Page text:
AT&T INC. | Improve clawback policy for unearned executive pay at AT&T INC.

9.65% votes in favour
AGM date
Previous AGM date
Proposal number
Resolution details
Company ticker
Lead filer
Resolution ask
Adopt or amend a policy
ESG theme
  • Governance
ESG sub-theme
  • Remuneration or pay
Type of vote
Shareholder proposal
Filer type
Company sector
Company HQ country
United States
Resolved clause
RESOLVED: Shareholders ask the Board of Directors to amend the Company Policy on recoupment of incentive pay to apply to the each Named Executive Officer and to state that conduct or negligence – not merely serious misconduct – may trigger application of that policy. Also the Board is to report to shareholders in an EDGAR filing the results of any deliberations about whether or not to cancel or seek recoupment of compensation paid, granted or awarded to NEOs.
Supporting statement
"SUPPORTING STATEMENT: These amendments should operate prospectively and be implemented so as not to violate any contract, compensation plan, law or regulation. This includes that at the time of the amendment that no section of such revised policy be adopted that would act against this proposal and make it more difficult to clawback unearned NEO pay and that no section of such revised policy shall further restrict the current policy.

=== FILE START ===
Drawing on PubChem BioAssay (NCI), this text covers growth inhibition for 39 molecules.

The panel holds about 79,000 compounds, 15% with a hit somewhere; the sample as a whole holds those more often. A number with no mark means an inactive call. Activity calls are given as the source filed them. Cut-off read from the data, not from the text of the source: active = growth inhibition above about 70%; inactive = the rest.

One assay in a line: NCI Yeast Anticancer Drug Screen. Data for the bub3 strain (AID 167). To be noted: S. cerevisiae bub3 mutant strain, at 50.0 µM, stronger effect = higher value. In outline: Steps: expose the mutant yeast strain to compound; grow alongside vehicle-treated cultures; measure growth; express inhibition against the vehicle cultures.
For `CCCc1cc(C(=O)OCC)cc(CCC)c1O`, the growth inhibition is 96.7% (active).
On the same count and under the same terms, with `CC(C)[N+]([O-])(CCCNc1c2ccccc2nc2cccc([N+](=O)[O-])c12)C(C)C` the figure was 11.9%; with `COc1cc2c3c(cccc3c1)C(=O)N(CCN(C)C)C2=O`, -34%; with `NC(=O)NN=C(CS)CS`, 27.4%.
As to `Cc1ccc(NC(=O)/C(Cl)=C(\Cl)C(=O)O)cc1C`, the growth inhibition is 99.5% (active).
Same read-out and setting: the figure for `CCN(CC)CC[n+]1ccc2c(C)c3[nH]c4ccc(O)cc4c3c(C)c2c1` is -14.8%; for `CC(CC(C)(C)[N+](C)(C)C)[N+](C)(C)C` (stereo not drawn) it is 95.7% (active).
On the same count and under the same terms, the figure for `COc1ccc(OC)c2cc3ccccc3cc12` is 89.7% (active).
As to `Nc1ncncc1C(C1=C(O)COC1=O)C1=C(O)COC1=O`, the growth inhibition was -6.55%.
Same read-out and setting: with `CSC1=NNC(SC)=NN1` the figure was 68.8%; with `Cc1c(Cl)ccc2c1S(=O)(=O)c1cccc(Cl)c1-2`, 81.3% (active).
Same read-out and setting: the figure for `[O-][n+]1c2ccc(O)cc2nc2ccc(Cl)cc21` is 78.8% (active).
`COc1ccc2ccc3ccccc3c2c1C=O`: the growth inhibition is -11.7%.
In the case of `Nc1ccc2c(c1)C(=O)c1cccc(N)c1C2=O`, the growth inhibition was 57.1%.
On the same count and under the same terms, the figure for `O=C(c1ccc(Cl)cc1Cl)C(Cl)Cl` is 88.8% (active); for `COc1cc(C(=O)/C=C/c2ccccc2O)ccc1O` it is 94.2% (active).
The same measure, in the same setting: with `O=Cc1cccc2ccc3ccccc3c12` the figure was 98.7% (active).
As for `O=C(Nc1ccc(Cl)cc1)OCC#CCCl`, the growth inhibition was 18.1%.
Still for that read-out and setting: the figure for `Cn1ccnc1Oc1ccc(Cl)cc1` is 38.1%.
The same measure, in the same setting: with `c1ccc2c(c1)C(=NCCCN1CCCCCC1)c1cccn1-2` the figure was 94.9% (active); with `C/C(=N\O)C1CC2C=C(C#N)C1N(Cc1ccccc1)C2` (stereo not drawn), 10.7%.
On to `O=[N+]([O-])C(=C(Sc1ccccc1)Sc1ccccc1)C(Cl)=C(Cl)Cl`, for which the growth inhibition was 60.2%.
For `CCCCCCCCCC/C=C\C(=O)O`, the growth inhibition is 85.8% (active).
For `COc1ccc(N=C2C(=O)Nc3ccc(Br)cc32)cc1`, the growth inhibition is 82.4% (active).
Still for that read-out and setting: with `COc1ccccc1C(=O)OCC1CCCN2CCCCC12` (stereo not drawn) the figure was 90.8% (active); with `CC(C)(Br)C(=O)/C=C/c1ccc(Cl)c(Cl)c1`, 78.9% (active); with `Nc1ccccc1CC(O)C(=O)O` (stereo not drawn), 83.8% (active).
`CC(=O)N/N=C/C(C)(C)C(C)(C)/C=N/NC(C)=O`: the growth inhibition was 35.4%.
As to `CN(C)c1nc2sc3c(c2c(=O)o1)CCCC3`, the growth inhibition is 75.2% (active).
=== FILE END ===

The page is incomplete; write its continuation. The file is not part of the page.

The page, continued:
The current AT&T policy applies only to knowing fraudulent or illegal conduct.

The current AT&T policy requires no report to shareholders.

Because the AT&T clawback policy is limited to knowing fraudulent or illegal conduct and does not require disclosure to shareholders, that policy is too narrow, too vague, and does not address situations where an executive fails to exercise oversight responsibilities that result in significant financial or reputational damage to AT&T. It should.

A clawback policy based on conduct – not serious misconduct is consistent with a 2022 rule from the Securities and Exchange Commission that requires a clawback of erroneously awarded incentive pay – even with no misconduct – if a company restates its financial statements owing to material errors.

There are only 50-words in the 2023 AT&T annual meeting proxy under the heading of Clawback Policy and there is no listing of the web address for the complete AT&T Clawback Policy.

Wells Fargo offers a prime example of why AT&T needs a stronger policy. After 2016 Congressional hearings, Wells Fargo agreed to pay $185 million to resolve claims of fraudulent sales practices. Wells Fargo’s board then moved to claw back $136 million from 2 top executives. Wells Fargo unfortunately concluded that the CEO had only turned a blind eye to the practice of opening fraudulent accounts."

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